Google Glass and implantology: a world of new possibilities for training and planning
Avinent Implant System
ICTs and, specifically, Google Glass technology, represent an extraordinary paradigm shift for the transmission of information. In the field of dentistry, the use of these technologies could mean a major advance from the vantage point of training methods for implant dentistry and the planning and execution of cases.
Google Glass was developed by Google and consists of an optic head-mounted display with a small screen in the right upper outer quadrant of the visual field, where information of interest to the user is projected. The device has a camera, GPS, microphone, and display that connect to the Internet, and it can take photos and videos, and use many applications, including the Google system for Hangouts (video conferencing). It is activated by verbal instructions from the user, which are recognized by the device through laryngeal vibrations and sound transmission through bone conductivity.
Thus, users can perform any activity while searching for information online using verbal instructions.
In the field of dentistry, some interventions have been conducted using GG. The advantages that this technology can offer are extraordinary and varied. They can be grouped into:
1. Improvements in implantology training
2. Improvements in case planning
Improvements in implantology training
This new technology is capable of providing solid training for implant dentists worldwide. We are not referring specifically to training in a university classroom setting, we’re talking about comprehensive training, as this technology allows you to see, for instance, a live surgical intervention as the surgeon sees it.
We have already seen broadcasts of surgical interventions through Google Glass in audiovisual media. However, we can go even further: just think of something students can touch or experience. One possibility could be that a doctor about to perform surgery and wearing a Google Glass device can be connected with a student wearing GG, thus allowing the student to directly view what the surgeon is doing with their own eyes (on the device display).
Another possibility is that a student preparing for a case can, thanks to GG, follow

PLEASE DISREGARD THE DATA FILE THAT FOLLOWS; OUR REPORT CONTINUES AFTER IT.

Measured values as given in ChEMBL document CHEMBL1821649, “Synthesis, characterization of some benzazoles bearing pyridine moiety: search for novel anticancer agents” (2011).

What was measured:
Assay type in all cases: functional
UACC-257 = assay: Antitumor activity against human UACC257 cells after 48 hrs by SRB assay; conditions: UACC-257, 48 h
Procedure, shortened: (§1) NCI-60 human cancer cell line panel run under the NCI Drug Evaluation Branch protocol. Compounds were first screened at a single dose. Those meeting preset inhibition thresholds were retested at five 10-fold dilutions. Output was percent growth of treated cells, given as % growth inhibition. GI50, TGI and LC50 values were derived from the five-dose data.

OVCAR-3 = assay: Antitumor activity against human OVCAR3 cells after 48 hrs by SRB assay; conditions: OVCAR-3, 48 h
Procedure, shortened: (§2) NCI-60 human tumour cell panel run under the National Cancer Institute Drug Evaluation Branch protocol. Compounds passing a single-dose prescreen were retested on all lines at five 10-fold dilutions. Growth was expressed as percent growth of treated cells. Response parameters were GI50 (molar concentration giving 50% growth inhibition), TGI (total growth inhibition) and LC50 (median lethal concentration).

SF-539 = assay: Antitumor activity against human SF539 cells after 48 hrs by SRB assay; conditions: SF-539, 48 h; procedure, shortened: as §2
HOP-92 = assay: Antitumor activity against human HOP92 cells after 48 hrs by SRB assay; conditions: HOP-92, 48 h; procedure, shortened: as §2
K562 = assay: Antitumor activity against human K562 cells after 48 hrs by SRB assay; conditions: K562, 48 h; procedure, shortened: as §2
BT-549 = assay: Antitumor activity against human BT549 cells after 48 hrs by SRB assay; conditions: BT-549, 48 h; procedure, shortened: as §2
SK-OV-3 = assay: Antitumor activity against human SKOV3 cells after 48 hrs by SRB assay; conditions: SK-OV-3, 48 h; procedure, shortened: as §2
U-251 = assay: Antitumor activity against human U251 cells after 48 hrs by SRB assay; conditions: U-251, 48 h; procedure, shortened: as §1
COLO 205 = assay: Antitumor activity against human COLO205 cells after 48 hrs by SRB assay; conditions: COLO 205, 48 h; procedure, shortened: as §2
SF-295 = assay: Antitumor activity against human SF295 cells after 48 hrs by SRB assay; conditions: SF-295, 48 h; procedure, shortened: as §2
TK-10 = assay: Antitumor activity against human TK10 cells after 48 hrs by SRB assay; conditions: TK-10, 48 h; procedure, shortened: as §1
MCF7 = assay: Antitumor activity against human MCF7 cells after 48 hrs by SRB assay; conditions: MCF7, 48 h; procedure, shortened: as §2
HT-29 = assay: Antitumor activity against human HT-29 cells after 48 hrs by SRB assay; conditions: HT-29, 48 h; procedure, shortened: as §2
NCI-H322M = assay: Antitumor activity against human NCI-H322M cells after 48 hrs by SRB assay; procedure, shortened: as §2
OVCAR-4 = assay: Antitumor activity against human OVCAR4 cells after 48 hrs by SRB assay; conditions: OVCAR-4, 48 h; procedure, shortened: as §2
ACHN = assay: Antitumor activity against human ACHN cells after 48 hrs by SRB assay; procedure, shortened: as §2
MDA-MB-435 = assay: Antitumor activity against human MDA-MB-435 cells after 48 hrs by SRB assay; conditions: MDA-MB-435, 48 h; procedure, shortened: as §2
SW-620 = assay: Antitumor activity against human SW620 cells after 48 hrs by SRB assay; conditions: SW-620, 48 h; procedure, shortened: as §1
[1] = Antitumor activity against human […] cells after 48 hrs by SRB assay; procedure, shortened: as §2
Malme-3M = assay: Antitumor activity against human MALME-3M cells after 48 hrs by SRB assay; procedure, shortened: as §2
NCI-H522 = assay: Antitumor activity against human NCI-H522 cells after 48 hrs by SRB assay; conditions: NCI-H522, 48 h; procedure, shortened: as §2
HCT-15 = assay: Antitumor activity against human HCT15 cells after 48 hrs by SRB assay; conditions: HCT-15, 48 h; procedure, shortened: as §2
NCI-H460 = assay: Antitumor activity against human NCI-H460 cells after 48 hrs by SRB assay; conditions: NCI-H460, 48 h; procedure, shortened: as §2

in detail all the steps that the doctor indicates. The device can even be used to consult files, other doctors, or additional material “in situ” while leaving the hands free to work.
This is valuable “hands on” training in terms of concentration and the opportunity to acquire knowledge through direct contact with a professional and, eventually, with an auditorium full of future dentists anywhere in the world. This system undoubtedly represents an improvement in the use of resources and time in the task of acquiring practical knowledge, also offering the capability of holding discussions, asking and answering questions, and so on. This hands-on knowledge involves concentration, practice, and observation.
Improvements in case planning
The GG system allows us to control the device with verbal commands and to obtain relevant case information, such as panoramic radiographs, additional materials, and other, in addition to consult with other specialists and send photos, videos, and other without distraction in our field of vision and hands-free. This may be very significant in terms of case planning. Why not develop a device that covers all the agents in the digital workflow? Such a device would have all the information available for planning each individual case, could be connected to the prosthetic to assess the characteristics of the work, and could also be in contact with the milling center to answer
other questions. How would it be used during surgery? The work would have even more guarantees of success. Such an all-in-one device would offer total freedom.
The use of technologies like this would mean the development of yet another step in the digital workflow. We are educating in an experience-based digital environment. The workflow is all connected through a single device.
We have described two of the many benefits that this device could offer. In reality, we are confronting new technological opportunities, and we in the industry should reflect on all the possibilities that are opening up and will open in the near future.
TagsAdvanced esthetics, Materials, Dentistry 4.0, Dental System, Guided surgery, 3D printing, 3Shape TRIOS, Dental prosthetics, Cad-cam, Implants